LegacyEffects  — Class 4

I looked at the 3D Modeling – Visualization, 3D Scanning – Life Casting, Maquettes – Collectibles, and Concept Design – Development. For the 3D Modeling section, my favorite was the Mog Makeup on Brian. Not only did they design an amazing alien head, but they then cast it onto Brian’s head to see scaling and possible sizing for a physical copy. The textures and lines were so detailed. For the 3D Scanning – Life Casting, it was great to see a physical object that looks like our digital projects (the masks on the wall). I think it’d be interesting to try using the technology they have for importing the foundational photos/reference images. They look a lot more accurate and sophisticated. I liked looking at the Maquettes – Collectibles tab, too. I can definitely picture using Maya and Mudbox to digitally create those items. Seeing a lot of the physical objects of things we can create digitally has me wondering how I can make a physical copy of my digital creations. Is it just a 3D printer or is it more?  The first photo of the Concept Design – Development section is stunning. It is the lizard man from The Amazing Spider Man. The detail, lighting, and texture, all make this piece fantastic.


Normal vs Displacement Mapping — Class 4

I learned a lot from this reading. The different types of mapping were great to look through and actually see the difference between each one. It’s innovative that game graphics can look so detailed when they aren’t actually. Reading through the different kinds of mapping, I am still a bit confused as to why/when a designer would use tangent mapping. I understand the world mapping, and I figure object mapping is somewhere in the middle. I also enjoyed the different visuals of the cube to illustrate different mapping types.


Understanding Retopology — Class 4

I wasn’t able to view this.


Retopology by Mudbox (Intro Video) — Class 4

I watched the introduction video to retopology in Mudbox. This seems like a really cool texture program. The introduction showed all sorts of editing that could be done in Mudbox. Depth, length, scales, indents, protrusions, and more are possible with this software. I’m excited to see what I can do with it – not only with my face model but with other models I may make in the future.


PDS | Week 2 | Custom Shapes

For my sketch, I had water be the “wet” thing and a cliff be the “sharp” thing. To do this, I used the bezierVertex() for the water, then put it in a for loop so it would repeat across the screen. I also had to tweak numbers quite a bit to find the style that I wanted. It really helped to visualize where the control anchors were. For the cliff, I just used beginShape() and endShape(CLOSE) and put a few vertices in. I kept the cliff concept clean cut to emphasize its sharpness. I wanted the water to be a bit more dynamic, so I made a for loop inside a for loop to go across and down. The roundness of the top of the waves and motion captured in it reminds me of water rushing over into a waterfall – something that is very wet.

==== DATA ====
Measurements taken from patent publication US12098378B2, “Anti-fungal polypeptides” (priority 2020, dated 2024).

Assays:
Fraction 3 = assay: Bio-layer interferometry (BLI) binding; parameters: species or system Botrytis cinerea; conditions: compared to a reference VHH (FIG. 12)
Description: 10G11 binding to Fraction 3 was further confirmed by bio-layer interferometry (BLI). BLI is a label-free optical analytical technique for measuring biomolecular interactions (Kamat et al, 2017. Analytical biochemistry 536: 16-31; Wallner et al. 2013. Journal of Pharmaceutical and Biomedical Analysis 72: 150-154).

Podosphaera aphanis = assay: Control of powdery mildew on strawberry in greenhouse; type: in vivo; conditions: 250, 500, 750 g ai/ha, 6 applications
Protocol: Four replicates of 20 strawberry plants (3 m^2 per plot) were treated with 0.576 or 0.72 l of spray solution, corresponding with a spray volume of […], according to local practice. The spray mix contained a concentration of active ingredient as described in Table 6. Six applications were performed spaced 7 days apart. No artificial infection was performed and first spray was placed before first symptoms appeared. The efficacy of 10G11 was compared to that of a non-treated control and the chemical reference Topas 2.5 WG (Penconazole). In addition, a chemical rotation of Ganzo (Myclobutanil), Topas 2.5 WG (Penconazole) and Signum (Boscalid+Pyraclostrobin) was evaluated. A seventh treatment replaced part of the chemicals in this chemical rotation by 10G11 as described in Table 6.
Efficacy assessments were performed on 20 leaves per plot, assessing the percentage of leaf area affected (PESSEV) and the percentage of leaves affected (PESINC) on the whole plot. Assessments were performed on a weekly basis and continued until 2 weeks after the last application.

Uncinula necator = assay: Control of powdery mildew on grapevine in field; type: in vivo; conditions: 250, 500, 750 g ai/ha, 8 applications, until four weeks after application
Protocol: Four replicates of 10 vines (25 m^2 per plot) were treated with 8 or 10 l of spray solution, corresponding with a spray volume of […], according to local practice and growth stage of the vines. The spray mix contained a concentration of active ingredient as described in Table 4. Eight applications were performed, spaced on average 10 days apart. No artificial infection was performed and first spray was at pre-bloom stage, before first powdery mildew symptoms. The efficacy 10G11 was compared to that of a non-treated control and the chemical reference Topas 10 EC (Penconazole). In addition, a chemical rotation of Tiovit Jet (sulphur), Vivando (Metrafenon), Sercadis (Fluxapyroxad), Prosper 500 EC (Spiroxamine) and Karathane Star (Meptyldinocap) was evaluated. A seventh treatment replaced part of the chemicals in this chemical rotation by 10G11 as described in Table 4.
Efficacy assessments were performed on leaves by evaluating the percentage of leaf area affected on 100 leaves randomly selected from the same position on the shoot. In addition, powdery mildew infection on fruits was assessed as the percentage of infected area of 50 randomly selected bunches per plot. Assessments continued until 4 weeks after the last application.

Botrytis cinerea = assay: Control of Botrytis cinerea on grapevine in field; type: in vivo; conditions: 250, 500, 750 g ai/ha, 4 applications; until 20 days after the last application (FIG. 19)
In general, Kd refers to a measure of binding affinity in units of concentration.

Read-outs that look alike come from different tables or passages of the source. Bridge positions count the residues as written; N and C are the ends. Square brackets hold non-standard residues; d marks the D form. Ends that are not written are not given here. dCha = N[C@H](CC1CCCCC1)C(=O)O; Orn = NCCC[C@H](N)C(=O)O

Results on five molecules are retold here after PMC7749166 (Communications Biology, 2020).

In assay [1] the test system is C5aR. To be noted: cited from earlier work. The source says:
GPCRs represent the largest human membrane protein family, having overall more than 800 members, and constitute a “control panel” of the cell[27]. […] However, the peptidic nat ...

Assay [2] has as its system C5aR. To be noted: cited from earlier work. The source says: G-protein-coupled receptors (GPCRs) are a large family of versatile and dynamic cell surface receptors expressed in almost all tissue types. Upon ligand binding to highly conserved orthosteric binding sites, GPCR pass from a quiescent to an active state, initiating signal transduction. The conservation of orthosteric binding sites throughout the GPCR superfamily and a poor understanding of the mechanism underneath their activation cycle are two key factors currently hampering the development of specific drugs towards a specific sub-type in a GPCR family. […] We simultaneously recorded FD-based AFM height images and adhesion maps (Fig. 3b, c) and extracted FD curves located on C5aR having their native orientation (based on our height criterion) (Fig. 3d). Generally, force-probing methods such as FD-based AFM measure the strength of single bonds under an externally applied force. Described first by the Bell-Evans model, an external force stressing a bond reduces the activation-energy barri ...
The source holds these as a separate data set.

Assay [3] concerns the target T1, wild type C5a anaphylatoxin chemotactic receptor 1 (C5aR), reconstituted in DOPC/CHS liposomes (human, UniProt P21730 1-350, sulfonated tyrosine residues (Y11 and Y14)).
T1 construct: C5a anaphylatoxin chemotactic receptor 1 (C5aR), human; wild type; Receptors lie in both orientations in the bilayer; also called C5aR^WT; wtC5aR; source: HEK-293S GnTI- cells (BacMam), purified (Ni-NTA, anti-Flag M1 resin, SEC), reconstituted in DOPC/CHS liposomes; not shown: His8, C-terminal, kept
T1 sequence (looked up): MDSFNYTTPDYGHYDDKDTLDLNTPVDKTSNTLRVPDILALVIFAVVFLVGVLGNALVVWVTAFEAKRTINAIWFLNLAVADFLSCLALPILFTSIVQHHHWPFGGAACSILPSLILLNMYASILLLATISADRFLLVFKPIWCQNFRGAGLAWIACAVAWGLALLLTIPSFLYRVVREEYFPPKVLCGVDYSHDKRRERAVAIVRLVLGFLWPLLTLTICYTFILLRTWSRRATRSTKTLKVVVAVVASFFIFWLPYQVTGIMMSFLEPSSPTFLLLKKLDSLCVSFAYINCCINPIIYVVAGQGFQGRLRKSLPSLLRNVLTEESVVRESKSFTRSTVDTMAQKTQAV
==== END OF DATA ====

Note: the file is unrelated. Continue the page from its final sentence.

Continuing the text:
PDS | Week 2 | Paul Rand Interview

Throughout the conversation, it seemed Kroeger was leaning heavily on theory and trying to get Rand to applaud theory. Rand, however, wasn’t taking any of it. He seemed to take Kroeger’s theories and say “Sure, but…”

My question thus follows: Did Paul Rand not study theory? If not, do modern-day designers apply theory to his pieces post-humously or do they derive theory from his pieces?

PDS | Week 1 | Ice Cream Cone

For my ice cream cone, I knew I wanted to use a for loop and make it look like concentric circles.

I put my for loop in and my ellipse and my triangle. From there, I tried the scale() function but found that it did not work concentrically. I then remembered to just multiply the size of the ellipse and triangle. The ellipse was easy – one variable and then set it equal to itself plus itself times 1.2. The triangle was much harder as there was no “sizing”. I made all points a variable then took the three points (first and third vertices’ x positions and the second vertex’s y position) that needed to “grow” and modified them to give the illusion of concentric triangles. With the triangle, I had to play with the numbers to get it to look just right.